If you experience sudden swelling and other symptoms of preeclampsia, call your OB-GYN or birthworker. Preeclampsia can progress to eclampsia, a medical emergency.

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4. Blame it on the alcohol

When you drink alcohol, your body retains water, which could lead to swollen feet. They should return to your typical size in a few days, but watch out for a repeated cycle of drinking and dwelling. It could signal a liver, heart, or kidney condition.

5. Bodies change over time

You gain some, you lose some. Pounds, that is. If you have gained weight, your feet can get larger too. If you don’t have any other symptoms, it’s probably nothing to worry about.

6. It’s getting hot in here

In hot weather, your blood vessels expand to help you cool off. Extra fluid may collect in the tissues of your feet faster than your circulatory system can keep it circulating. People with improper circulation are more prone to swelling in hot weather.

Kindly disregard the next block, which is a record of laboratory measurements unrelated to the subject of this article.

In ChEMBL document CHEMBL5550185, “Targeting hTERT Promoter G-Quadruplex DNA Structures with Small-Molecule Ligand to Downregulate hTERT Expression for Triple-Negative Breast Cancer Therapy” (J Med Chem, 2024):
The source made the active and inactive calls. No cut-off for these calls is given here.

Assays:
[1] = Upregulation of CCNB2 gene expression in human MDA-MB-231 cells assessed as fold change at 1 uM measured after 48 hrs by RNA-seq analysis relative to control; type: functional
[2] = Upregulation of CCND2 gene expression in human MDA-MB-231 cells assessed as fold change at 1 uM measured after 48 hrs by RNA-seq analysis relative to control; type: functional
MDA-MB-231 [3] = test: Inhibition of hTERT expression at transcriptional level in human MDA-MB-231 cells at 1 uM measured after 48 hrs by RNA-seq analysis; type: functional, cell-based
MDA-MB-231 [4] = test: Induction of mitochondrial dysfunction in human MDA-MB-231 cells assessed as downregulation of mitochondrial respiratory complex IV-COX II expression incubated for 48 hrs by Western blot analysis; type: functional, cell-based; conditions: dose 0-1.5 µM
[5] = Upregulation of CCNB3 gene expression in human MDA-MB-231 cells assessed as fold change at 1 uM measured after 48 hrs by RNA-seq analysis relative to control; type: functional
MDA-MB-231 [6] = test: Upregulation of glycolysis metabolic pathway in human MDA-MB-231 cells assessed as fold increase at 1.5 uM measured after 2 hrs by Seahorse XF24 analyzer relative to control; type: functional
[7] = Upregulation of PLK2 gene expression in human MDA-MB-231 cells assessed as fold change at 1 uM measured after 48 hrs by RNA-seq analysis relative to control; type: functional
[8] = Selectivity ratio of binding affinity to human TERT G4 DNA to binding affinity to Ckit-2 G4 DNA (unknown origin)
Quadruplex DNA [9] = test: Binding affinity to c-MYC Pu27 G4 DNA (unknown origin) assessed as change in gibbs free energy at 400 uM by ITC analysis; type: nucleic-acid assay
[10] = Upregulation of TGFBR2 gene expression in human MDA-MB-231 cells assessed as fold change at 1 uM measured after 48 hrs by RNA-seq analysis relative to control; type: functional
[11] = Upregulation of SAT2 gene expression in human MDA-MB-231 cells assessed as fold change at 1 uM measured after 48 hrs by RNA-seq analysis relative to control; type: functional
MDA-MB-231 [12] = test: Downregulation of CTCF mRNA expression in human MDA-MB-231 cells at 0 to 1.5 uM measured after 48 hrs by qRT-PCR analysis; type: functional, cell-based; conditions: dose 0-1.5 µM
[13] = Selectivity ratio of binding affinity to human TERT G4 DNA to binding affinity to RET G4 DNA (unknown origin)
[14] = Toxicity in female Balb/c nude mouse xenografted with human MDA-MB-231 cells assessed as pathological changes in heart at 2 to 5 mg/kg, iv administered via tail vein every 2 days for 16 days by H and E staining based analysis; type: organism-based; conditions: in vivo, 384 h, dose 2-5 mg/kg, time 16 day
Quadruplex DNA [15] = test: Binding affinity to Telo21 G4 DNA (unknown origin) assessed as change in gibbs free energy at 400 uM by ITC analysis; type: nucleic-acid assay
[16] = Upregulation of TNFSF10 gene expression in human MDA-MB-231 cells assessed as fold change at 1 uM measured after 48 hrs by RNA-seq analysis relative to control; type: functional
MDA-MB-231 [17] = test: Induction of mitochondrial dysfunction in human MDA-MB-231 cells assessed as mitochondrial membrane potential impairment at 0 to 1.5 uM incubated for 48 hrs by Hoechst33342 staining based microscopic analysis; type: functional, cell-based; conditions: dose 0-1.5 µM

7. Lymphatic system gone wild

Lymph is a fluid in your body that helps you fight infection. Lymphedema is swelling caused by the collection of lymph in your tissue. This swelling can be caused by several conditions including:

  • cancer
  • infection
  • radiation therapy
  • removal of lymph nodes
  • genetic conditions affecting your lymphatic system

8. Ouch, that hurts!

If you injure your foot, swelling is a natural symptom of inflammation. The body responds to injury or tissue damage with inflammation to accelerate the healing process. You may also notice redness or discoloration, warmth, pain, or bruising.

9. No, your veins are insufficient

Valves in your veins allow blood to flow in one direction. Malfunctioning valves let blood escape the wrong direction and cause swelling. Chronic venous insufficiency is a long-term condition involving malfunctioning valves and swelling in your legs and feet, especially when standing for long periods of time. Other symptoms include:

  • aching, heaviness, or cramping in your legs
  • itching or tingling
  • pain that’s worse when you stand and better when you elevate your feet
  • varicose veins
  • skin changes

10. Kidney disease: Filtration failure

Kidneys filter the fluids that circulate through your body. Kidneys that have a condition or injury may leave extra salt in your body, which leads to swelling. Kidney disease is more common in people with diabetes or high blood pressure.